Increased domestic U.S. oil and gas production, thanks to advances known as “fracking,” has created a boom for other industries supporting that extraction. Demand for silica sand, used in fracking, could triple over the next five years. In the Midwest state of Illinois, people living near the mines are worried about how increased silica sand mining will affect their businesses and their health. VOA’s Kane Farabaugh has more in this first of a series of reports.
Video

Video Blind Somali Journalist Defies Odds in Mogadishu

Despite improving security in the last few years, Somalia remains one of the most dangerous countries to be a journalist – even more so for someone who cannot see. Abdulaziz Billow has the story of journalist Abdifatah Hassan Kalgacal, who has been reporting from the Somali capital for the last decade despite being blind.
Video

Video Texas Defies Same-Sex Marriage Ruling

Texas state officials have criticized the US Supreme Court decision giving same-sex couples the right to marry nationwide. The attorney general of Texas says last week's decision did not overrule constitutional "rights of religious liberty," and therefore officials performing wedding services can refuse to perform them for same-sex couples if it is against their religious beliefs. Zlatica Hoke reports on the controversy.
Video

Video Rabbi Hits Road to Heal Jewish-Muslim Relations in France

France is on high alert after last week's terrorist attack near the city Lyon, just six months after deadly Paris shootings. The attack have added new tensions to relations between French Jews and Muslims. France’s Jewish and Muslim communities also share a common heritage, though, and as far as one French rabbi is concerned, they are destined to be friends. From the Paris suburb of La Courneuve, Lisa Bryant reports about Rabbi Michel Serfaty and his friendship bus.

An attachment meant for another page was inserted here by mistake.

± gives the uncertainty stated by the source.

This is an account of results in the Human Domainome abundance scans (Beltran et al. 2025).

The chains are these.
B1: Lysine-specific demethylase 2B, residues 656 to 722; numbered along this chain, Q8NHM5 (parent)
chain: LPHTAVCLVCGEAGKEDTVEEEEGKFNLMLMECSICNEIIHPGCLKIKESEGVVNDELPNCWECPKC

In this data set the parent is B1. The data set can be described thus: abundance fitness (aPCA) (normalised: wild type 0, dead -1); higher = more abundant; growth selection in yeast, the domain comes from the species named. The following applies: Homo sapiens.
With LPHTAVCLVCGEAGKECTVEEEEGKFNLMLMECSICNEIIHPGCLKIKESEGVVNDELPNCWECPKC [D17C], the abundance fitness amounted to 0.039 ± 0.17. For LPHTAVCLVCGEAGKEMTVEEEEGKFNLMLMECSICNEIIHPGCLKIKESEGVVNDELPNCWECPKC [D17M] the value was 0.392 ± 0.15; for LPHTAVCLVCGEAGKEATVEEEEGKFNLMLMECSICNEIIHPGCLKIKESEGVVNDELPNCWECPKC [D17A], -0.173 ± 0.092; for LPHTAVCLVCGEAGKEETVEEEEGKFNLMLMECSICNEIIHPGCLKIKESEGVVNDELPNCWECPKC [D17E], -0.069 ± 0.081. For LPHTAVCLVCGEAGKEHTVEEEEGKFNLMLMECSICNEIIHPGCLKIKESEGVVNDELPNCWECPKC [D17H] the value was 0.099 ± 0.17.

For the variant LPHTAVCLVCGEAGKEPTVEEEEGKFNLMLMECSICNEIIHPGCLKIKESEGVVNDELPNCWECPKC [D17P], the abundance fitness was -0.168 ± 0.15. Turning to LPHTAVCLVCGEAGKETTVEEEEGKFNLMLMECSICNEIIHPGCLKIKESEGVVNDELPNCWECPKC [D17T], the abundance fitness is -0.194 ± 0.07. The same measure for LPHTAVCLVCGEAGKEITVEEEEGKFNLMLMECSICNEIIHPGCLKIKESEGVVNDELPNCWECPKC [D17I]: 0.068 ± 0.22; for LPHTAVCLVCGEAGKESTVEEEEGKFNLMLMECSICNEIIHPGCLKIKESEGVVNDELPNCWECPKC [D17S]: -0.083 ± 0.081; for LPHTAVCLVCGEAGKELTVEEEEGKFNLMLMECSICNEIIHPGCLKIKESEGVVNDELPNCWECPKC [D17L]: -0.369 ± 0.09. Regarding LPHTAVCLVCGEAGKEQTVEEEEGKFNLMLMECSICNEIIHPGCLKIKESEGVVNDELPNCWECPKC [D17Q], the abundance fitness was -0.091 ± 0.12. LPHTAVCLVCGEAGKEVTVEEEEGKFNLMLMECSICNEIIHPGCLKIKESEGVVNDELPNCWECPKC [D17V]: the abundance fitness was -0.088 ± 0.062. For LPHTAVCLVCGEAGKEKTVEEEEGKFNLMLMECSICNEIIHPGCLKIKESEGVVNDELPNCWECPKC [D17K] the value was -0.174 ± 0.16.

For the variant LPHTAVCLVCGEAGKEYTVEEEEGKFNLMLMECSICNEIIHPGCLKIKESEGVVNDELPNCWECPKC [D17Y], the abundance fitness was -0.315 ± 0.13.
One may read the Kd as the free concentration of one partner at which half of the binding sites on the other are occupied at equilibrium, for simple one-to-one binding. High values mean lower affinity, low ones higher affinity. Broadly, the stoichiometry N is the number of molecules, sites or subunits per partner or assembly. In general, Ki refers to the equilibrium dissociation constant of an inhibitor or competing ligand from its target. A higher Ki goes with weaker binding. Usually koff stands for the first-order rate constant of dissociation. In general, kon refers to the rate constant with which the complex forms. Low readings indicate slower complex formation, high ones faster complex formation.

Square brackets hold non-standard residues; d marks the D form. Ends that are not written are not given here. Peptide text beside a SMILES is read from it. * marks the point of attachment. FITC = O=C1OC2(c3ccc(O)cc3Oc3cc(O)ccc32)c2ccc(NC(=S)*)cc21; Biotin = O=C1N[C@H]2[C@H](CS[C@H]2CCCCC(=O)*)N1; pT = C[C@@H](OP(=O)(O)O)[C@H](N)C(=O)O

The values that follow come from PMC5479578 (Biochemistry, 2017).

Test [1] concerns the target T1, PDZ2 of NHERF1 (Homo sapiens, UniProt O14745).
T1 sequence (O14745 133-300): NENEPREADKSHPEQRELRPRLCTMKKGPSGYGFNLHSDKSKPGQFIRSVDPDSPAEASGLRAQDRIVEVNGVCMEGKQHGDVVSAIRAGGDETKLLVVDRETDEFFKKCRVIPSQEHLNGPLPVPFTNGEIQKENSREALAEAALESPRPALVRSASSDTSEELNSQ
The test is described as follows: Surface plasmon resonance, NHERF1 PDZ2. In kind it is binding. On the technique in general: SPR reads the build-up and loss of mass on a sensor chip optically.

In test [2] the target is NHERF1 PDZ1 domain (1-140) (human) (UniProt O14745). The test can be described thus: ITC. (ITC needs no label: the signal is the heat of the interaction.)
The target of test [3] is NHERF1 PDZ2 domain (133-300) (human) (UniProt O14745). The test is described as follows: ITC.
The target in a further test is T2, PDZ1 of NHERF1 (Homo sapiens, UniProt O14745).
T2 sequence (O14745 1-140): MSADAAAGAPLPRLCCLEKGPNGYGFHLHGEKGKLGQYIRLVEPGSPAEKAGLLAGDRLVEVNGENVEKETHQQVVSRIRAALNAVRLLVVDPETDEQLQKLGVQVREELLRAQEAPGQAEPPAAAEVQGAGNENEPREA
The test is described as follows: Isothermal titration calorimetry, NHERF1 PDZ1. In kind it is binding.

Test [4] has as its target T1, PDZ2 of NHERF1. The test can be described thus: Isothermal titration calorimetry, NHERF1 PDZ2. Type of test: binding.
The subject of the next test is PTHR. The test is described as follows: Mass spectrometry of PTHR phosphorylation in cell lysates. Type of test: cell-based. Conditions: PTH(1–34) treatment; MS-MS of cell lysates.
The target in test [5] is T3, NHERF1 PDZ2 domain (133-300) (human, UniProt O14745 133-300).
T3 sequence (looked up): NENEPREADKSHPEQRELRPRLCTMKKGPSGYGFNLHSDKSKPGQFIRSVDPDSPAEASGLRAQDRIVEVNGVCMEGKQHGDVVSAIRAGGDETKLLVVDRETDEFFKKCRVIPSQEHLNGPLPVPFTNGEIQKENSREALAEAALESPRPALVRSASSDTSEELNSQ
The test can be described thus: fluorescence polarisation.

Video

Video Saudi Leaks Expose ‘Checkbook Diplomacy’ In Battle With Iran

Saudi Arabia’s willingness to wield its oil money on the global diplomatic stage appears to have been laid bare, after the website WikiLeaks published tens of thousands of leaked cables from Riyadh’s Ministry of Foreign Affairs. VOA's Henry Ridgwell reports.
Video

Video In Kenya, Police Said to Shoot First, Ask Questions Later

An organization that documents torture and extrajudicial killings says Kenyan police were responsible for 1,252 shooting deaths in five cities, including Nairobi, between 2009 and 2014, representing 67 percent of all gun deaths in the areas reviewed. Gabe Joselow has more from Nairobi.

VOA Blogs